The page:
Auto dealers may be poised to spend more on advertising this year if the trendlines for car sales are any indication. The National Automobile Dealers Association (NADA) says first quarter was “extremely strong” for automotive sales, led by the second-best March of all time. Based on first quarter sales figures, NADA says dealers are pacing to sell 16.8 million units this year. And if the March sales numbers hold, sales could be as much as 17.75 million units. When the dust settles, NADA Chief Economist Patrick Manzi thinks the final tally will be around 16.3 million.
Federal stimulus dollars have helped, and Manzi says some demand could be pent up from last year when closed manufacturing facilities and chip shortages meant it was hard to get some vehicle models. That remains a factor in 2021, too as some plants have had to slow production because they have not been able to get the parts needed. Even with shortages of chips and the resin used in many auto parts, NADA forecasts North American vehicle production is expected to total 15.8 million units in 2021.
“We expect that production shortages will continue to impact new-vehicle sales for at least the second quarter and likely spill over into the third quarter,” said Manzi. “The longer these production disruptions linger, the longer it will take for automakers to rebuild inventories to levels necessary to meet demand.” If sales remain strong in April without a significant boost of inventory, a decline in sales by late in the second quarter is expected, due to low inventory levels warned the trade group.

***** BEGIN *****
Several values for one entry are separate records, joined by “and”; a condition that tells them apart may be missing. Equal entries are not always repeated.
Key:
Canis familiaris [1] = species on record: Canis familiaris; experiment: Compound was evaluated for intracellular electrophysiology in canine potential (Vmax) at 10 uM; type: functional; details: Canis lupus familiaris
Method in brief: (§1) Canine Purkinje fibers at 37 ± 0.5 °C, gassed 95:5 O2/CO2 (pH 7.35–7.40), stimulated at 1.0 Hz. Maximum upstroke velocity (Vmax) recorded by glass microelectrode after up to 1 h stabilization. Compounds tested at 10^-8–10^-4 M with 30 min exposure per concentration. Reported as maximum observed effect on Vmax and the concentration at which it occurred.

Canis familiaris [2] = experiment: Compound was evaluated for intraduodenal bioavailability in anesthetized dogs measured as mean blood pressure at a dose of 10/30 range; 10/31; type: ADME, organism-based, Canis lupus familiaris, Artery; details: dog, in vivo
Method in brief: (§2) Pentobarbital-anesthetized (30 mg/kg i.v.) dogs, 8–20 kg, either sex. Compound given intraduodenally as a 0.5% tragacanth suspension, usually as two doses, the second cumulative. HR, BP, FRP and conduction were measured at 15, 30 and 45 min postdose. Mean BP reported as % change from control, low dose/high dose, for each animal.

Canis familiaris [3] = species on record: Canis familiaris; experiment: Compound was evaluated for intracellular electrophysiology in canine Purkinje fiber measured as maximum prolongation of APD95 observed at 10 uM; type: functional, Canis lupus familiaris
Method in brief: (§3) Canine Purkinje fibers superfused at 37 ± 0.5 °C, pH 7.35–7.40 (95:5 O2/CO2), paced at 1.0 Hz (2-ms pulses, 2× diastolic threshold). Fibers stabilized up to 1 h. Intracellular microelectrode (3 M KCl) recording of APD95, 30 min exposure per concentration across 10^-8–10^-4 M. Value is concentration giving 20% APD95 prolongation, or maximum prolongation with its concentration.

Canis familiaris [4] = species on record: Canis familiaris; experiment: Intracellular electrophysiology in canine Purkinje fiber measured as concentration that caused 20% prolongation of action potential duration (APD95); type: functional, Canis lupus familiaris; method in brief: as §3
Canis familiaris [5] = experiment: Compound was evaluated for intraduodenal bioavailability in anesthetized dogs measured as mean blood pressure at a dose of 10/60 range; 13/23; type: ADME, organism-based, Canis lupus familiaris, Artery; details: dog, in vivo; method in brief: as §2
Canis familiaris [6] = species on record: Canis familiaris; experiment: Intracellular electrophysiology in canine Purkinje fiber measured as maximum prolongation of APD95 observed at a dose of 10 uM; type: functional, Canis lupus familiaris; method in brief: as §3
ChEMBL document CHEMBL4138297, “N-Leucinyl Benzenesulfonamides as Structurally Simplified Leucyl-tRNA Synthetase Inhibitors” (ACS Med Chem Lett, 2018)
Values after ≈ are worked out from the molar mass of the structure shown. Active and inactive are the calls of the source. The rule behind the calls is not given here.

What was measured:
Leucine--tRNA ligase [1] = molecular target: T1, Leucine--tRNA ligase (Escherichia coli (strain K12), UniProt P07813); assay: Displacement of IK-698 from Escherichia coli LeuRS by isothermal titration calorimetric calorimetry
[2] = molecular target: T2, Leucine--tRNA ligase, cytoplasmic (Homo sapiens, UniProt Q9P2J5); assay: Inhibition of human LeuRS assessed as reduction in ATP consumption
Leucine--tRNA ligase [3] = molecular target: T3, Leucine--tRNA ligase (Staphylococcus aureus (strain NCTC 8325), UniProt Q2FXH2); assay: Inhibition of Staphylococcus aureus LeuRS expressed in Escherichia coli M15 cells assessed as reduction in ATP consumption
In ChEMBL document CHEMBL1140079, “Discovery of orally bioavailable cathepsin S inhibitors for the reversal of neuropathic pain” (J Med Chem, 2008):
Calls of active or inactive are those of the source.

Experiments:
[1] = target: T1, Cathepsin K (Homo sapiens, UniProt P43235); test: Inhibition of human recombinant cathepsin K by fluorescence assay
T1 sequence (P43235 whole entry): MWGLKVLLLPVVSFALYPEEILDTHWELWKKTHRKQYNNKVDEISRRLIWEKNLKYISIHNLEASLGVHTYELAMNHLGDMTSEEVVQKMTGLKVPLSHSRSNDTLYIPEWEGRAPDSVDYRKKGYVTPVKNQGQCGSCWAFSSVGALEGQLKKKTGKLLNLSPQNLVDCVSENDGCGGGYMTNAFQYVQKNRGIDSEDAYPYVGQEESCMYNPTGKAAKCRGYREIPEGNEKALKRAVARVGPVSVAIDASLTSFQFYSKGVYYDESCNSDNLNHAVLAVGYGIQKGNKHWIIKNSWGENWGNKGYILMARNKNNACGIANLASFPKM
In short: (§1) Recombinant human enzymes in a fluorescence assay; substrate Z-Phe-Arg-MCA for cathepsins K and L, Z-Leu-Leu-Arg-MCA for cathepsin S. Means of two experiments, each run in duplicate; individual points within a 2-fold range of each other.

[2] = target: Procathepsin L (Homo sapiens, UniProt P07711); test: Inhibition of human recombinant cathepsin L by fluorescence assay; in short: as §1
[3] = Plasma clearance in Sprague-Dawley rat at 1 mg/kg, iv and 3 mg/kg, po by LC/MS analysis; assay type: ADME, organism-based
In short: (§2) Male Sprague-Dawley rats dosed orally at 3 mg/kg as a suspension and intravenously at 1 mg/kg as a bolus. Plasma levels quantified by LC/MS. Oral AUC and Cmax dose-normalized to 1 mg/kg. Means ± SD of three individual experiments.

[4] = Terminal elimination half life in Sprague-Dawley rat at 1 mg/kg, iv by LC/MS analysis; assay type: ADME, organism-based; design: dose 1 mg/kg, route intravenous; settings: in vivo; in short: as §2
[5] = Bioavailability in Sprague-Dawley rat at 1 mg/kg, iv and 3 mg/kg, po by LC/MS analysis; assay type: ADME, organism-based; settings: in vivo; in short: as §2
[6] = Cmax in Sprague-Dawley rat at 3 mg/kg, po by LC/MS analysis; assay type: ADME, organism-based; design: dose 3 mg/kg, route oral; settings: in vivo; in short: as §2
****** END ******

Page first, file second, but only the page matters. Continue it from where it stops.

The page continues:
Yet with demand strong, car dealers have been offering fewer incentives to lure buyers. That is a factor that could mean less marketing. NADA says the average incentive spending per unit totaled $3,452, a decrease of $963 compared to March 2020 and $336 versus March 2019.
NADA sees a variety of factors across the economy working in car dealers’ favor, including economic growth, declining unemployment, and rising vaccination levels. There are also more people returning to the office while a pent-up demand for travel – some of it by car – will work in automakers’ favor.
“The economy continues to show strong signs of recovery from the coronavirus pandemic,” said Manzi. “The widespread dissemination of the COVID-19 vaccine and the stellar new light-vehicle sales in March are reasons to be optimistic for the remainder of 2021.”
Broadcasters targeting Black drivers have the best odds to see more ad dollars, at least from General Motors. The automaker says it has doubled ad spending on Black-owned media to two percent in 2021. It aims to double that to four percent by 2022 and eight percent by 2025. Among the broadcasters GM said it is buying are Urban One and American Urban Radio Networks.
Some radio groups have said in recent months that while auto dealer spending has not recovered from the hit taken during the pandemic, auto service and parts have been healthier segments in terms of advertising.
In the week of March 29-April 4, Media Monitors said AutoZone ran 19,063 ads on radio stations it tracks, NAPA aired 17,545 spots, and O’Rielly Auto Parts ran 15,983 radio ads.